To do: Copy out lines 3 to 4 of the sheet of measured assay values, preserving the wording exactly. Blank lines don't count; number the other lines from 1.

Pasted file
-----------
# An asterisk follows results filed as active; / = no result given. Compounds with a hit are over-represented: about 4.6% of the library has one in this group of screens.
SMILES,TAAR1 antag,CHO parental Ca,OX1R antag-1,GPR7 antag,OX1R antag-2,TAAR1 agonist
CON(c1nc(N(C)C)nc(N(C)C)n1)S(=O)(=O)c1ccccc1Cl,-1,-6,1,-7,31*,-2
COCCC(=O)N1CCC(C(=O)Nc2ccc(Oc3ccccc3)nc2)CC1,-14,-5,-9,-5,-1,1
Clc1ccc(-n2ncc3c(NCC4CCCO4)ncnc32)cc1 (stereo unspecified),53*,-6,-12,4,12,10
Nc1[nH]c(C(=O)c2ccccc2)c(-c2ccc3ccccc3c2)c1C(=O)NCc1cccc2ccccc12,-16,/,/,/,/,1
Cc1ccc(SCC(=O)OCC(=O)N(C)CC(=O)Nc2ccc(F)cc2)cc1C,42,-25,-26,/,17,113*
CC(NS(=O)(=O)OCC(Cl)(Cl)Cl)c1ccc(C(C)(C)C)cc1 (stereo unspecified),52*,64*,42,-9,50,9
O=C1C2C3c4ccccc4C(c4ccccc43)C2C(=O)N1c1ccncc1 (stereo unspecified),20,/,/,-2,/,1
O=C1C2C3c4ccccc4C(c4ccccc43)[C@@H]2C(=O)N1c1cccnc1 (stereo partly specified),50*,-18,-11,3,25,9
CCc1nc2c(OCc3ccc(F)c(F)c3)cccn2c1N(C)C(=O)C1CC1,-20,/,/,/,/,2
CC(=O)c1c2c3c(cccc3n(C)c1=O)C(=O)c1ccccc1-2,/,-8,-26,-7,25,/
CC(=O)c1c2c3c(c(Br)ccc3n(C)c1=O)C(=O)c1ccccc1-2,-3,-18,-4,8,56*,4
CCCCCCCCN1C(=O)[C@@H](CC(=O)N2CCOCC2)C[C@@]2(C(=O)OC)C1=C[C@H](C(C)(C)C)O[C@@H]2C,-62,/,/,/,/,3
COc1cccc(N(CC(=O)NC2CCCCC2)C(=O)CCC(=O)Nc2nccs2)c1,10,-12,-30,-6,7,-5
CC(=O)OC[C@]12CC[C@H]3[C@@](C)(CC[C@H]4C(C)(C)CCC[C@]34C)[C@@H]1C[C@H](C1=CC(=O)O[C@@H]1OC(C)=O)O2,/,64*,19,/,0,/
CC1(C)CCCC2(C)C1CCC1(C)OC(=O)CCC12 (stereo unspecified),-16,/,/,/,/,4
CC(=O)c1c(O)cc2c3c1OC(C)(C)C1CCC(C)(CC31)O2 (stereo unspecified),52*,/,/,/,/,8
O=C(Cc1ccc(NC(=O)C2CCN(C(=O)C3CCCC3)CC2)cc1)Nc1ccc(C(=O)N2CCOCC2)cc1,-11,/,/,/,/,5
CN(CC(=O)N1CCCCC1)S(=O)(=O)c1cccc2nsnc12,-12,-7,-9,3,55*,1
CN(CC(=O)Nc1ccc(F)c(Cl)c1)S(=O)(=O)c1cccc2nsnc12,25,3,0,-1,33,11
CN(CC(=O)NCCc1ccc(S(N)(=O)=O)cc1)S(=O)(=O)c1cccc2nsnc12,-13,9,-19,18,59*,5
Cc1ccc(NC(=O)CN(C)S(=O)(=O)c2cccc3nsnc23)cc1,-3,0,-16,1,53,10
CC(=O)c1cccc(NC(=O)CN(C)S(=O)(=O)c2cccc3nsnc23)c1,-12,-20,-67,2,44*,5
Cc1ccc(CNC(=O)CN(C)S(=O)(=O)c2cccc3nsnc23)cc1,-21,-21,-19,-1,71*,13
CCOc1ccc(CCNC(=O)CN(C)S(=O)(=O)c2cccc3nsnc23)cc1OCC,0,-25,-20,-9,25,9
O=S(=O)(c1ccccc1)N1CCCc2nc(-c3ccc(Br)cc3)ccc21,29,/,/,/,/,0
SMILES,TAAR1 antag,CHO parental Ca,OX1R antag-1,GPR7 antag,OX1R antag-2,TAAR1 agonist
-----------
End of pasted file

CON(c1nc(N(C)C)nc(N(C)C)n1)S(=O)(=O)c1ccccc1Cl,-1,-6,1,-7,31*,-2
COCCC(=O)N1CCC(C(=O)Nc2ccc(Oc3ccccc3)nc2)CC1,-14,-5,-9,-5,-1,1